Horror movies' unholy mess


Films fall from grace when religious tradition used to set higher tone


The separation of church and state has grown ever-fuzzier in our civic life. Before things get even further out of hand, I'd like to propose a separation of church and state in our horror movies. I don't mean religion; good and evil, heaven and hell, souls saved and savaged are at the core of horror fiction. But when moviemakers exploit church traditions to give their ghouls and goblins higher tone, the holiness rings hollow. And few combinations are as unsavory as sanctimony and sensationalism.

The movie that did the most to popularize that pernicious blend was The Exorcist (1973), which used Catholic imagery and rituals to scare the bejesus out of audiences. Arriving in the wake of Vietnam, Watergate and the druggy death-throes of the counter-culture, The Exorcist became, as Pauline Kael wrote, "the biggest recruiting poster the Catholic Church has had since the sunnier days of Going My Way and The Bells of St. Mary."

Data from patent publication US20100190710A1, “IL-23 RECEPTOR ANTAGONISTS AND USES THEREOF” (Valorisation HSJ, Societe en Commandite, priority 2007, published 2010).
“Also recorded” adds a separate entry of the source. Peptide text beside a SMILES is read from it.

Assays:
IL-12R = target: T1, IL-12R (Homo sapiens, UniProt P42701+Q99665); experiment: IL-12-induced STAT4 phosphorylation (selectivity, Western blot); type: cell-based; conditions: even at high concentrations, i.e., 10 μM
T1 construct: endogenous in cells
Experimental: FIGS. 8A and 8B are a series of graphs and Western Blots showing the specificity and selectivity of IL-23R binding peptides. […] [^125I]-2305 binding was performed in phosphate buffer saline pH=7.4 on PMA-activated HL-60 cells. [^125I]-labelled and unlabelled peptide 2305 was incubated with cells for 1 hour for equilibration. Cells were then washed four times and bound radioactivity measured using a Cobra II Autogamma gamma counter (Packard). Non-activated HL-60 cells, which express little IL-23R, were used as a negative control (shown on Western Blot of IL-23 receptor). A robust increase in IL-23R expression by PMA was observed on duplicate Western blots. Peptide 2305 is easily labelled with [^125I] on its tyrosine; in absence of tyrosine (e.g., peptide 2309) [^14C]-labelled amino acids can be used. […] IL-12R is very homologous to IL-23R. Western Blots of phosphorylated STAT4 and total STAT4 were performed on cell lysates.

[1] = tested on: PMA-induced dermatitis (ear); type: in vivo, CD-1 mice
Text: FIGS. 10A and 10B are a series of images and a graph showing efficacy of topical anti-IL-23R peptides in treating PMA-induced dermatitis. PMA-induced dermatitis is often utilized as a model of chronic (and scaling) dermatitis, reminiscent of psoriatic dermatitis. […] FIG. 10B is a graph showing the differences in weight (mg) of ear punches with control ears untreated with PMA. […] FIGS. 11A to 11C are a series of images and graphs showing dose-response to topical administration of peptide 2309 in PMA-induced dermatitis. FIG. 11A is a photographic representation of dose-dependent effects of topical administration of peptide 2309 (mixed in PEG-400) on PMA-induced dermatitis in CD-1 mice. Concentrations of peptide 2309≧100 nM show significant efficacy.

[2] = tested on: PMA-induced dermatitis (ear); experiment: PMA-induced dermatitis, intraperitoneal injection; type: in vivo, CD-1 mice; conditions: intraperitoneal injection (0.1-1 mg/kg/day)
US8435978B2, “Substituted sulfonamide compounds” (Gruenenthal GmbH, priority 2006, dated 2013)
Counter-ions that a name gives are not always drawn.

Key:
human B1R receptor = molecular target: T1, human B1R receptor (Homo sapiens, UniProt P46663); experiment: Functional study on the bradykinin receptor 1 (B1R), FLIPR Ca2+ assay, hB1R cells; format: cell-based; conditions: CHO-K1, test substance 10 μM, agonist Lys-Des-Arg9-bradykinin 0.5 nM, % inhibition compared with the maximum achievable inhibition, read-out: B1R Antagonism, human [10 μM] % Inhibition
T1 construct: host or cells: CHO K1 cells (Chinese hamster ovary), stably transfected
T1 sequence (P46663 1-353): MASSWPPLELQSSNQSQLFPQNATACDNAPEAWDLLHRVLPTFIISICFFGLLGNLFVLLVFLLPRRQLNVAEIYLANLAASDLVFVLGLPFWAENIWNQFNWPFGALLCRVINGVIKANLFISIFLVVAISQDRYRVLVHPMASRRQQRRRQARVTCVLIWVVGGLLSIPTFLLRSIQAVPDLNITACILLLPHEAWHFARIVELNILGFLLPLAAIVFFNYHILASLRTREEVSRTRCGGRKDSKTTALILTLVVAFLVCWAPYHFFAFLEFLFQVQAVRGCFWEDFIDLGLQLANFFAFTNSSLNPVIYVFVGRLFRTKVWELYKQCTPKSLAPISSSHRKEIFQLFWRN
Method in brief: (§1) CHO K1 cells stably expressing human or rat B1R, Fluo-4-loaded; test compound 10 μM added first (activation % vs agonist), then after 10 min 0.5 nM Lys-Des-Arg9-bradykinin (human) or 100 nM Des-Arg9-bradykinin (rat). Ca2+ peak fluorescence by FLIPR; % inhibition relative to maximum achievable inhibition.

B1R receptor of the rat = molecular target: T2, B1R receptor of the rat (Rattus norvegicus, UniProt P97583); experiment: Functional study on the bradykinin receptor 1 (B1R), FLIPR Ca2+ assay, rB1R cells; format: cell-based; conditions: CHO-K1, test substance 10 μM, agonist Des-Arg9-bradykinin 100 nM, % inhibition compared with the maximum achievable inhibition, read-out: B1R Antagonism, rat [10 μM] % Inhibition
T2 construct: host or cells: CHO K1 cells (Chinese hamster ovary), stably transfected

It wasn't urbane and perverse like Rosemary's Baby (1968), and it didn't tap into common emotions, the way Rosemary's Baby did into expectant mothers' anxieties. The Exorcist was more like a handbook for harrowing the fallen.

The original The Omen (1976), with its Satanic plot and quotes from the Book of Revelation, was the child of The Exorcist and Rosemary's Baby. The new version of The Omen is simply the old one's clone. (The movie's one plus is bringing the skillful, witty and exquisite Mia Farrow - Rosemary herself - back in the public eye.)

It's pitiful and hilarious to read that its director, John Moore, has tried to summon apocalyptic clout for this recooked turkey by saying, "The true nature of evil has never been more apparent. In just the past four years alone, the world has been hit with devastating events - political, natural and man-made. One can't help but notice a certain momentum."

Happily, not even that infusion of hot air can give The Omen a semblance of life or after-life. It should die its own unnatural death.


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